The difference between the extent of legislative power over schools and other institutions established and maintained by the State and its power over private schools and institutions is obvious. In the case of public schools the legislature may regulate the hours of teaching, prescribe the text-books, the qualifications of teachers, the ages at which pupils shall be admitted, classify the students who shall be instructed together, and in fact do almost anything which does not make unjust or unconstitutional discriminations among the people who contribute by taxation to the funds used in defraying the expenses of the system. But a private school stands upon exactly the same footing as any other private business, and the power of the State to prohibit it, or to interfere with the right to teach in it, or to attend it, is no greater than its power to prohibit any other ordinary occupation of the people. The statute is unnecessary and unreasonable, and therefore an arbitrary interference with the rights of the people in the conduct of their private business and in the pursuit of their ordinary occupations. The right to maintain a private school is no more subject to legislative control than the right to conduct a store, or a farm, or any other one of the various occupations in which the people are engaged. The right of the citizen to choose and follow an innocent occupation is both a personal and a property right. Cummings v. Missouri, 4 Wall. 321; Allgeyer v. Louisiana, 165 U.S. 591; Schnair v. Navarro Hotel Imp. Co., 182 N.Y. 83; Butchers' Union Co. v. Crescent City Co., 111 U.S. 746; Yick Wo v. Hopkins, 118 U.S. 356; Slaughter-House Cases, 16 Wall. 36; Colon v. Lisk, 153 N.Y. 188; People v. Gibson, 101 N.Y. 389; People v. Marx, 99 N.Y. 377; In re Jacobs, 98 N.Y. 98; Lochner v. State of New York, 198 U.S. 45; Corfield v. Coryell, 4 Washington C.C. 371; Maxwell v. Dow, 176 U.S. 588, 589.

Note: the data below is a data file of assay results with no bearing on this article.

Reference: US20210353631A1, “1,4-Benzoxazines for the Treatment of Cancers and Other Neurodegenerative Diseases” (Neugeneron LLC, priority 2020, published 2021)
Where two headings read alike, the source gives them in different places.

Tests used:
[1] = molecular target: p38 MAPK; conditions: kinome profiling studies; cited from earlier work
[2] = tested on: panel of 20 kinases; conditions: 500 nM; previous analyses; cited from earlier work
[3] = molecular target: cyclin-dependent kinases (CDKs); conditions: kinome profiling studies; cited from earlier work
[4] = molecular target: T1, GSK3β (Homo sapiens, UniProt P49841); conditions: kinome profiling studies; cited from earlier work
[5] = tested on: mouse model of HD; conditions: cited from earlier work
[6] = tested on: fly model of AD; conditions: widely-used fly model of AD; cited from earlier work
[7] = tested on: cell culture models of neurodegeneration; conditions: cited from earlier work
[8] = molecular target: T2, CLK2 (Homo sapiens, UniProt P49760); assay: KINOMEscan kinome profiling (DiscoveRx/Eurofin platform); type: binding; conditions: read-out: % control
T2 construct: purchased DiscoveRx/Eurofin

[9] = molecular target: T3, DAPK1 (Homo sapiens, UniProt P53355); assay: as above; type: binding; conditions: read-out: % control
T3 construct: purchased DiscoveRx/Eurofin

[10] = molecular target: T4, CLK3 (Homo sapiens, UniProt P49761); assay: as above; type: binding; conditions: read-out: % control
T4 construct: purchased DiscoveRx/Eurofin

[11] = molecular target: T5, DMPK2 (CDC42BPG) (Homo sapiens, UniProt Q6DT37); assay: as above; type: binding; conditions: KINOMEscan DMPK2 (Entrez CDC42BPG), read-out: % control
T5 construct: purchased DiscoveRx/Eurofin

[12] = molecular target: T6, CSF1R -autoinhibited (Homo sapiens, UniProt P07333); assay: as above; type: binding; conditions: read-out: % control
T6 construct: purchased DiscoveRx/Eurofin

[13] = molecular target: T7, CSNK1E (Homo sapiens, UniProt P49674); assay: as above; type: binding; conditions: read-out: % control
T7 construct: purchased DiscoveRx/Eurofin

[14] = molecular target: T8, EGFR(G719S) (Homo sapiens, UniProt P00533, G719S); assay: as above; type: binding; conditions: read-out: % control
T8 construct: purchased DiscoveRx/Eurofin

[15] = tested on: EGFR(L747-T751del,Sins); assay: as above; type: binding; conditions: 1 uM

The nature or extent of legislative power cannot be affected by calling it the "police power." Absolute arbitrary power over the lives, liberties and property of the people cannot exist in this country, under any name or in any form, and it is always the duty of the courts to disregard mere names and forms in determining whether the legislature has or has not exceeded its authority. It is for the court to decide, not only whether the subject to which legislation relates is within the scope of the power attempted to be exercised, but also whether the legislation itself is in violation of the personal or property rights of the citizen. The subject to which the legislation relates may be clearly within the scope of the police power, and yet the enactment may be so unreasonable, unnecessary or inappropriate for the accomplishment of the purpose ostensibly designed, that the courts, in the discharge of their duty to protect personal and property rights, will be bound to hold it null and void. Ritchie v. People, 155 Ill. 98, 110; Eden v. People, 165 Ill. 296, 318.